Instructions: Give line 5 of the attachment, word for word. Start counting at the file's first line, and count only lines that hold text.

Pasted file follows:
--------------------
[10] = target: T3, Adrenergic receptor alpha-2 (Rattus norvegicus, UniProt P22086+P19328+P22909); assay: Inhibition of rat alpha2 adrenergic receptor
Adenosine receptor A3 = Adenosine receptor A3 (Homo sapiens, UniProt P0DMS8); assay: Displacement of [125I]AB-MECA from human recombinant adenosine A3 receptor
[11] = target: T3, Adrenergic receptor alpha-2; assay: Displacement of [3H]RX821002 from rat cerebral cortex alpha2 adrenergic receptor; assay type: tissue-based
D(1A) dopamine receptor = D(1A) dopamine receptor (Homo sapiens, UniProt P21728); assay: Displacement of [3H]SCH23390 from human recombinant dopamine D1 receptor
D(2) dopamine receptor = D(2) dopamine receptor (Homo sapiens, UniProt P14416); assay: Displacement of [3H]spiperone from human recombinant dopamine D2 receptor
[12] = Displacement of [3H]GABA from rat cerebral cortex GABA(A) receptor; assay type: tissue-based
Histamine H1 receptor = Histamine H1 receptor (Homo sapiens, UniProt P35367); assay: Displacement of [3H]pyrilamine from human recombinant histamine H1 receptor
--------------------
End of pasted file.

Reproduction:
D(2) dopamine receptor = D(2) dopamine receptor (Homo sapiens, UniProt P14416); assay: Displacement of [3H]spiperone from human recombinant dopamine D2 receptor